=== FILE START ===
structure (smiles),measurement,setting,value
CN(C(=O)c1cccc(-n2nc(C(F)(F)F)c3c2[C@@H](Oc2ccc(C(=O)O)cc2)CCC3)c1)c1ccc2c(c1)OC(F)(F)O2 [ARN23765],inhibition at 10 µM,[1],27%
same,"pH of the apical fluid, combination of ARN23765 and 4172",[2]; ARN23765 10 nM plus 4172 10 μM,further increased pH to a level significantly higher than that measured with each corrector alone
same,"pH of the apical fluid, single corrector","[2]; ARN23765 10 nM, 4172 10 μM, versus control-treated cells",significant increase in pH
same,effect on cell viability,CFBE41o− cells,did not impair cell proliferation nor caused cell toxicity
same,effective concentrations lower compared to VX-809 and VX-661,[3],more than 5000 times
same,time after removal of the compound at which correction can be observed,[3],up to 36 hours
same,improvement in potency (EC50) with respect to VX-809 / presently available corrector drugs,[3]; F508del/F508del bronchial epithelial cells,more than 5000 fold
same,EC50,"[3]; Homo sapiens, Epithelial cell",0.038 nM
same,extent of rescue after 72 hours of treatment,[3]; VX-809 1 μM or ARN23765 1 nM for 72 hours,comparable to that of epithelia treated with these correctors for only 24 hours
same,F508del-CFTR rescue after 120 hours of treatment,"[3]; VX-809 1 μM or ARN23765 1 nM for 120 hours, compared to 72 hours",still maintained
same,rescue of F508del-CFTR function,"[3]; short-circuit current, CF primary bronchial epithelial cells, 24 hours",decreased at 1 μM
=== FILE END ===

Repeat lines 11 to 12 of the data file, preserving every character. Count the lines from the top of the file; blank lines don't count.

same,F508del-CFTR rescue after 120 hours of treatment,"[3]; VX-809 1 μM or ARN23765 1 nM for 120 hours, compared to 72 hours",still maintained
same,rescue of F508del-CFTR function,"[3]; short-circuit current, CF primary bronchial epithelial cells, 24 hours",decreased at 1 μM